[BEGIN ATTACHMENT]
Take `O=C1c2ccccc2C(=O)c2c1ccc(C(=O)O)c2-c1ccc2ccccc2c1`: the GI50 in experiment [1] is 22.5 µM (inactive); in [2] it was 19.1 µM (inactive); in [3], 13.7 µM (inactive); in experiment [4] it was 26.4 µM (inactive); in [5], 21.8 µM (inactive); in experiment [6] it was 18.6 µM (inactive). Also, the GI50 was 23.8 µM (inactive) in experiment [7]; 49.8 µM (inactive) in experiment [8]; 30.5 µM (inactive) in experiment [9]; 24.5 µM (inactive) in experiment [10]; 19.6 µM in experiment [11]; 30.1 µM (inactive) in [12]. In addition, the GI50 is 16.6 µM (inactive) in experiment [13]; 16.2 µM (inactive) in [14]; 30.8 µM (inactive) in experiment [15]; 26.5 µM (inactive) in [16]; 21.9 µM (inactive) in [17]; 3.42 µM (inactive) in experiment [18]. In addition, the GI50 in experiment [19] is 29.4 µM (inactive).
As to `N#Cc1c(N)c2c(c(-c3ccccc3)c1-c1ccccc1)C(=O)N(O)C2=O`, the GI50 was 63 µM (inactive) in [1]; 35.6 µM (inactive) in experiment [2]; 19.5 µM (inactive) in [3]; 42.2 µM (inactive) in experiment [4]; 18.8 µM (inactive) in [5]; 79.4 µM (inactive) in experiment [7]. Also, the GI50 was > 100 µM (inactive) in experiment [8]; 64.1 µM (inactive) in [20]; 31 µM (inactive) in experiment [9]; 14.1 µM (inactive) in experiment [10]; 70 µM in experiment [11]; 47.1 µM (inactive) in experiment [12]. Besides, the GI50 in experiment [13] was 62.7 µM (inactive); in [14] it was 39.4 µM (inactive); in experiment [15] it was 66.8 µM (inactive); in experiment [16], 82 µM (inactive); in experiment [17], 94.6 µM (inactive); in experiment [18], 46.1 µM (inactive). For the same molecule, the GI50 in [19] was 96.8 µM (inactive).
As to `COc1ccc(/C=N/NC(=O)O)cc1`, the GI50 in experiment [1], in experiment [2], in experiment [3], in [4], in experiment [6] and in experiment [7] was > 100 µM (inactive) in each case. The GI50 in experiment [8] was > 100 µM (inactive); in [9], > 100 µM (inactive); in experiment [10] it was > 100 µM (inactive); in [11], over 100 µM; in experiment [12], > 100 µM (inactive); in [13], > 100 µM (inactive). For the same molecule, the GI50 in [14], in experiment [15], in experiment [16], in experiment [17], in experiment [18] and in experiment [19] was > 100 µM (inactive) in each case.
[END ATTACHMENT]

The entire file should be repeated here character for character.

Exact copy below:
Take `O=C1c2ccccc2C(=O)c2c1ccc(C(=O)O)c2-c1ccc2ccccc2c1`: the GI50 in experiment [1] is 22.5 µM (inactive); in [2] it was 19.1 µM (inactive); in [3], 13.7 µM (inactive); in experiment [4] it was 26.4 µM (inactive); in [5], 21.8 µM (inactive); in experiment [6] it was 18.6 µM (inactive). Also, the GI50 was 23.8 µM (inactive) in experiment [7]; 49.8 µM (inactive) in experiment [8]; 30.5 µM (inactive) in experiment [9]; 24.5 µM (inactive) in experiment [10]; 19.6 µM in experiment [11]; 30.1 µM (inactive) in [12]. In addition, the GI50 is 16.6 µM (inactive) in experiment [13]; 16.2 µM (inactive) in [14]; 30.8 µM (inactive) in experiment [15]; 26.5 µM (inactive) in [16]; 21.9 µM (inactive) in [17]; 3.42 µM (inactive) in experiment [18]. In addition, the GI50 in experiment [19] is 29.4 µM (inactive).
As to `N#Cc1c(N)c2c(c(-c3ccccc3)c1-c1ccccc1)C(=O)N(O)C2=O`, the GI50 was 63 µM (inactive) in [1]; 35.6 µM (inactive) in experiment [2]; 19.5 µM (inactive) in [3]; 42.2 µM (inactive) in experiment [4]; 18.8 µM (inactive) in [5]; 79.4 µM (inactive) in experiment [7]. Also, the GI50 was > 100 µM (inactive) in experiment [8]; 64.1 µM (inactive) in [20]; 31 µM (inactive) in experiment [9]; 14.1 µM (inactive) in experiment [10]; 70 µM in experiment [11]; 47.1 µM (inactive) in experiment [12]. Besides, the GI50 in experiment [13] was 62.7 µM (inactive); in [14] it was 39.4 µM (inactive); in experiment [15] it was 66.8 µM (inactive); in experiment [16], 82 µM (inactive); in experiment [17], 94.6 µM (inactive); in experiment [18], 46.1 µM (inactive). For the same molecule, the GI50 in [19] was 96.8 µM (inactive).
As to `COc1ccc(/C=N/NC(=O)O)cc1`, the GI50 in experiment [1], in experiment [2], in experiment [3], in [4], in experiment [6] and in experiment [7] was > 100 µM (inactive) in each case. The GI50 in experiment [8] was > 100 µM (inactive); in [9], > 100 µM (inactive); in experiment [10] it was > 100 µM (inactive); in [11], over 100 µM; in experiment [12], > 100 µM (inactive); in [13], > 100 µM (inactive). For the same molecule, the GI50 in [14], in experiment [15], in experiment [16], in experiment [17], in experiment [18] and in experiment [19] was > 100 µM (inactive) in each case.